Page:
In a memorandum for the Committee of Imperial Defence dated 10 July 1920 Harold Nicolson, whose family connection with these matters dated back to the time when his father Lord Carnock entered the Foreign Office, namely 1870, wrote:
For the last century the policy of His Majesty’s Government has been inductive, intuitive and quite deliberately opportunistic, but through it all has run the dominant impulse of the defence of India.(1)
Mahajan does not make use of this Nicolson memorandum, but the above quotation from it would have made an apt motto, or legend, for her book. Something equally suitable could have come from the work of James Joll, who is quoted, on p. 6, as saying: ‘It was imperial questions and especially those arising out of the possession of India and of the need to control the route to the East which conditioned British Foreign Policy.’
It is fitting that James Joll should be cited in the introductory chapter, as the theme of his inaugural lecture, ‘The Unspoken Assumptions’, is addressed at the beginning of Mahajan’s work. Her charge is that the majority of historians of British foreign policy of the Victorian and Edwardian eras have not looked beyond their immediate remit in such a way as to realise that the problem of the protection and preservation of India was the fundamental determinant of British policy. Even those such as Rose Greaves, John Grenville, and James Joll, who did appreciate this, so compartmentalised their studies that what should always have been regarded as ‘the bottom line’ or ‘the big issue’ – namely the defence of India and of all possible approaches to the sub-continent – has not been kept continuously before the eyes of their readers. Even issues to do with the balance of power in Europe, maintains Mahajan, represented only ‘the top layer of reality’.(p.12)
(In this connection, palpable hits are scored against the following: R. Millman (p. 49); R. Robinson and J. A. Gallagher (p. 67); K. Bourne (p. 42); H. G. C. Matthew (p. 71), C. J. Lowe (p. 94), G. Martel (p.122 and p. 223, n. 96), G. N. Sanderson (p.226, n. 103), J. A. S. Grenville (pp. 137-8), G. Monger (pp.142, 166-7, 231, n.1), M. E. Chamberlain (pp.142, 201), P.M. Kennedy (p.231, n. 1), P. Addy (pp.152-3), A. Lamb (pp.152-3), P. J. Marshall (p. 201), Z. Steiner (pp.167, 169-70, 193).
Mahajan’s case, built up on both primary and secondary sources, is overwhelming, The ‘assumptions’ of those responsible for British policy are shown to be far from ‘unspoken’, and hers is the very opposite of an argument from silence. The reader is left in no doubt that, when the centrality of the Indian factor in determining Britain’s diplomatic and strategic priorities is taken note of,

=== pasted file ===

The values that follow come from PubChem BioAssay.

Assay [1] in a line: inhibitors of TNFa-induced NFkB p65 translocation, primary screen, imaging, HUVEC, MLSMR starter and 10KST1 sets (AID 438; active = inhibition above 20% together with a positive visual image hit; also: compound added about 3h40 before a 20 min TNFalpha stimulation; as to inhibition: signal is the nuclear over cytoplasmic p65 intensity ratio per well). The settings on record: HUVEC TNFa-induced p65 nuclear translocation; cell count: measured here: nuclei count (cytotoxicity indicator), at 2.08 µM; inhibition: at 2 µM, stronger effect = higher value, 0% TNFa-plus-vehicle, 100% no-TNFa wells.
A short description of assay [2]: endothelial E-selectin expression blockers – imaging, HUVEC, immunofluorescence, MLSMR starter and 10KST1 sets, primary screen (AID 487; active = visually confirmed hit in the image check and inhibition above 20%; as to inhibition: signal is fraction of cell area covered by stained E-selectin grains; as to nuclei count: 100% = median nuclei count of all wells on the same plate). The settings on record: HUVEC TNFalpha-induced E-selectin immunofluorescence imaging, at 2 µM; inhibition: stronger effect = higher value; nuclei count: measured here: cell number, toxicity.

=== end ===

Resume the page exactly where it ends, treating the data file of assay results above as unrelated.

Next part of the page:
it becomes easier not only to place Britain’s relations with other European states in their proper perspective but also to understand how Britain’s imperial designs came to be tacked on to the Near East, the Middle East, Africa and South-East Asia. (p. 197)
As a work of both synthesis and scholarship, Mahajan’s book is an impressive achievement. It fills a very important gap in the literature. It revives a neglected perspective, despite the re-printing in 1966 of H. L. Hoskins’ British Routes to India (London: Cass), first published in 1928. It shows that Edward Ingram is not alone in carrying the banner of the appropriateness of viewing these matters as put in his most recent title, The British Empire as a World Power (London: Frank Cass, 2001). Mahajan’s work, indeed, might be described as a dotting of the ‘i’ s and crossing of the ‘t’ s of the article published by Ingram in Militargeschichtliche Mitteilungen.(2) It is remarkable how ‘observers’, such as Ingram, Glen St. J. Barclay, and in this case Mahajan, see more of the game, or how great the game really is.
The publishers have not thus far served the author as well as a work of this significance deserves. They were in no hurry to send it out for review and have not taken every possible care to produce an error-free text. See, for instance, ‘Cecil Rhode’s British South Africa Company’ at mid-page 97, or ‘Again, Only…’ on p. 200 line 12. However inadvertently amusing, ‘walk wearily’ (p.143, n. 147) should be corrected to ‘walk warily’, and ‘raised the sceptre’ on last line of p.160 to ‘raised the spectre’. Other necessary adjustments may be more the responsibility of the writer: Palmerston was not Prime Minister at the time of the second Mehemet Ali crisis (p. 28); Alexandretta is nowhere near ‘the entrance to the Dardanelles’ (p. 47) although admittedly closer than Alexandria; and the second Anglo-Japanese Alliance was concluded not in March 1905 (p.159), but in August of that year. There is a serious misattribution on p.161, where the impression is given that in January 1906 a ‘sub-committee of strategists’ was appointed to consider the question of the British stance should Germany attack France. However, the ‘report’ cited in this context is actually a memorandum written by Admiral Fisher in April 1905; there was no appointment of any such body in January 1906, nor was Delcassé then functioning as the French Foreign Minister.